For me, there’s just something about Hell, and all the mythos of Dante built up over time, that I find compelling. I grew up in an ultraconservative home. I had the fear of Hell forced down my throat from a very early age. I once got spanked for watching Transformers. I had to hide my first album, a cassette tape of U2, under my mattress. Hell, we were taught that Wonder Bread was a diabolical plot of Satan. (Actually, now that I think about it, it probably is.)


Anyway, to me, Hell was real—as in, I was going to go there for the littlest slip-up. Later, I attended the mecca of Evangelical higher education, Wheaton College. And they continued to perpetuate that bullshit. So, in response, I’ve devoted 25 years of my life to shoving their bullshit back down their throats. You want Hell? I’ll show you Hell.


JD: Theological revenge porn?


BJORN: Wow. Let me digest that for a second. takes a moment Perhaps, in a certain light.


JD: One last question from the social media peanut gallery. Heather asks: “What are the main takeaways you want your readers to walk away with? What do you hope they gain knowledge-wise? And: what have you learned in this experience?”


BJORN: First and foremost—above all—I want people to laugh. We all have funny parts. Penises and vaginas. Earlobes. Bellies. Hairs in our nostrils. Farts. If we can’t laugh about ourselves, at ourselves, I don’t much see the point in living.


JD: What do you want readers to learn?


BJORN: That bit about prairie dogs. In the museum. I think everyone should look up YouTube videos of prairie dogs jump-yipping. Also, the difference between how Americans and the Brits spell “traveling.” Also-also: whale testicles are really big.


JD: What have you learned?


BJORN: More seriously … the second to the last paragraph of the novel. That’s not Dante’s stream of consciousness. That’s me. Literally me, Arik. Putting pen to paper and identifying what I believe is the solution to the Problem of Pain. It took 25 years to get there. And several other books, to boot. I think I’m finally on the trail of the greatest mystery in all theology. But I’m not going to just give away my discovery. If you want this particular peach of knowledge, you’ve got to wade through Hell, just like I did.


JD: All right, we’re winding down. So tell me about the hippo.


BJORN: Ah, the bronze river horse. Way back when, I was renting a room in a George Washington University frat house in DC. I was working for CNN, but I also had a part-time gig at the GWU library in the morning. For several months, every day I passed this oddly-placed hippo statue on campus. And art being what it is, it got my creative juices a’ flowin’. Before I knew it, “The Bronze River Horse” was a central figure in my reshaping of Dante’s “Inferno.” (Hippopotamus literally means “River Horse,” in Greek.)


Of course, the bronze hippo in my novel is just a wee bit more towering and insidious. And a bit more erotic—sounds weird, I know. You’ll have to read about it for yourself.


JD: Towering. Insidious. I agree. Erotic? Hmm. Maybe a guardian of perverse human sexuality?


BJORN: Yep, that’ll do.


JD: Is there anything else you want your readers to know?


BJORN: Yes, of course. Again, this is a work that took more than two decades to complete. I could keep talking until the cows come home. In my first book, Why Bad Things Happen to Good Parrots?, the title essay was about the Problem of Pain. I spent 20 years writing that too. So it seems that this theme is my life work.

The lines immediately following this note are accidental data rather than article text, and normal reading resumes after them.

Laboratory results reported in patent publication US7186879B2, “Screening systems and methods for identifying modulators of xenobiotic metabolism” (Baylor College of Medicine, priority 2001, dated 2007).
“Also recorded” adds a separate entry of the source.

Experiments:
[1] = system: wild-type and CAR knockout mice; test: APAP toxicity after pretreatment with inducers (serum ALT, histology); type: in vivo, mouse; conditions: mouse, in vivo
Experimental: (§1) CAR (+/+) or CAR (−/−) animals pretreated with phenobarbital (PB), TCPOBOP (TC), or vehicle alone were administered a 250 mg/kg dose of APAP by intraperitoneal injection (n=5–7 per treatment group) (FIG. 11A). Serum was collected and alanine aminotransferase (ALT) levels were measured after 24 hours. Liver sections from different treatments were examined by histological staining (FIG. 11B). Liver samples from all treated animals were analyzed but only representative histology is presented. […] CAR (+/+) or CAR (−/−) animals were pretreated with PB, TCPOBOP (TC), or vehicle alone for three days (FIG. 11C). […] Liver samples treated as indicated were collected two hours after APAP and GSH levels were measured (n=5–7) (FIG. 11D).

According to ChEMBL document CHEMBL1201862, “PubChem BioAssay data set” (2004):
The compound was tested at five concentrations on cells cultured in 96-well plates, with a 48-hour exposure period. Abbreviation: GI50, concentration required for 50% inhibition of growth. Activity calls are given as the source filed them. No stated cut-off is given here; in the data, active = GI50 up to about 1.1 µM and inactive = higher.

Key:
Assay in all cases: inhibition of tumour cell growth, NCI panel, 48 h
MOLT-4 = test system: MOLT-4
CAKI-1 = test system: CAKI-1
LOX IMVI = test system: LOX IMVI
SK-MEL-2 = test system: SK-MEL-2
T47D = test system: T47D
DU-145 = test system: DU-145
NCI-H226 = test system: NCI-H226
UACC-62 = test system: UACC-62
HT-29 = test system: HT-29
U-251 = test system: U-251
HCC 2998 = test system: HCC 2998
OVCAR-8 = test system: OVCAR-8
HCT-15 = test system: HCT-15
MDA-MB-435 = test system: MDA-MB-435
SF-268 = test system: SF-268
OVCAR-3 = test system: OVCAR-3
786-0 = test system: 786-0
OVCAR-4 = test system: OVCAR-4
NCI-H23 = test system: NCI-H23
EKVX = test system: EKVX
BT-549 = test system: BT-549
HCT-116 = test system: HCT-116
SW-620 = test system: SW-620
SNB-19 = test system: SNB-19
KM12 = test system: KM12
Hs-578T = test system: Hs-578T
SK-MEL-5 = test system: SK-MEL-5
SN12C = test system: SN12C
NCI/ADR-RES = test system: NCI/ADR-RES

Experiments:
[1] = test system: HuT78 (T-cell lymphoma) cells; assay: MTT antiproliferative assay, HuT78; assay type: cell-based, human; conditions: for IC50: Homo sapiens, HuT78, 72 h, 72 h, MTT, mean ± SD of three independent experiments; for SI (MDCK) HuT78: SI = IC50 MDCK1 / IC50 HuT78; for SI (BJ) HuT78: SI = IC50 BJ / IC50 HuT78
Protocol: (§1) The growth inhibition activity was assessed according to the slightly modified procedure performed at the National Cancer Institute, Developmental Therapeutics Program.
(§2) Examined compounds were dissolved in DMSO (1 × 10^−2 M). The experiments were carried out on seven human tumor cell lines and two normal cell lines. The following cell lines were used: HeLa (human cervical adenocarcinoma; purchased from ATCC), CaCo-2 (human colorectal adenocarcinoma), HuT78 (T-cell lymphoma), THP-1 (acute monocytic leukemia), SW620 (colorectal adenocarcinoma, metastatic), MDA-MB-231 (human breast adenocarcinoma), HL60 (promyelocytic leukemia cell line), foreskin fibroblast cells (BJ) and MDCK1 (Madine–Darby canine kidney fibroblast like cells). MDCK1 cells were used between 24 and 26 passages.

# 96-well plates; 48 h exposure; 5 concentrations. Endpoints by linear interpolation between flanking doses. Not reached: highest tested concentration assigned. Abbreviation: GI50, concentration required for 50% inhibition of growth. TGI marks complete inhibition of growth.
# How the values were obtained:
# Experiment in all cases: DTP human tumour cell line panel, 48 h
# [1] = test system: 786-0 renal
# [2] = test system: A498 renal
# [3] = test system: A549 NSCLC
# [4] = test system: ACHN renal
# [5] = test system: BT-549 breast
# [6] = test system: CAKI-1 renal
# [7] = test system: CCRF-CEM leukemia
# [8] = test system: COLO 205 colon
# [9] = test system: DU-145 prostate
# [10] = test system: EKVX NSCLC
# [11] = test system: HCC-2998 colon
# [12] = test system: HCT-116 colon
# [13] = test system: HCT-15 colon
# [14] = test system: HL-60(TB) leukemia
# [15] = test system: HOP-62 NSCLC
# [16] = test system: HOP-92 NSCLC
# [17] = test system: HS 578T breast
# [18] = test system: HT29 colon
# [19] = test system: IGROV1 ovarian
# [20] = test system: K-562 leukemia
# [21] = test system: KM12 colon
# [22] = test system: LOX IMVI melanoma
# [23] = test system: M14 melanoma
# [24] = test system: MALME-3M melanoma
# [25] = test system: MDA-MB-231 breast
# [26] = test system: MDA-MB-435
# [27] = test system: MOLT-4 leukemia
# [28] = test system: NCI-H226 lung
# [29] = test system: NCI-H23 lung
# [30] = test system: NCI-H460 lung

Academics often call the Problem of Pain, or the Problem of Evil, “theodicy.” It means something like, “God in the dock.” Or “God on trial.” When we humans take a look at the world around us—heck, the Universe—it’s scary out there. Bodies colliding constantly. Extreme coldness and vacuum. Extreme heat and blinding light. Innocent travelers, banana slugs, geraniums, human beings, all caught up in it—getting beat up to holy hell.


And we ask ourselves—no, we demand: Why? Why does it have to be like this?


JD: And you think you know why?

Innocent travelers, banana slugs, geraniums, human beings, all caught up in it—getting beat up to holy hell. And we ask ourselves: why does it have to be like this?

BJORN: I think I have a couple of answers. They work for me. It’s a complex cosmos. There are probably as many answers as there are stars. But you only need a handful of stars to be guiding lights. Sometimes only one.


JD: What’s your most singular guiding light?


BJORN: Today? Touch. Human warmth. That’s what I hate the most about this pandemic. We need warmth in the midst of such coldness and fear.


I’ve been single for almost a decade. I’m a single parent. It’s tough. Being alone is no fun. But my daughter and I, we’re warmth. My mother and I. Me and my best friends. A cat purring in your lap. Take warmth and love wherever it presents itself.


I don’t know what the hell that has to do with my book. Although, if I think about it, so many of the characters are running around, seeking just that. They want to belong. They want contact. There are so many different ways of achieving that. But also, so many ways to fall on one’s face trying to achieve that.


Good lord, are we done here?


JD: Yep, that’s a wrap.


BJORN: lifts his final shot of bourbon Great. Cheers to Dante, the original, and mine. And so it goes.




Jaroslav Dampfstain has deep ties to the Palmetto State. He wrote for years for Columbia City Paper. Prior to that, he was the founder of the Loudoun Arts Journal in northern Virginia. He is now a travel writer/blogger living in Cappadocia, Turkey. His book, Around the World in 80 Bodegas, will be published later this year by HarperOne.


Again, click this link to purchase an ebook or hardcopy version of The Prodigal.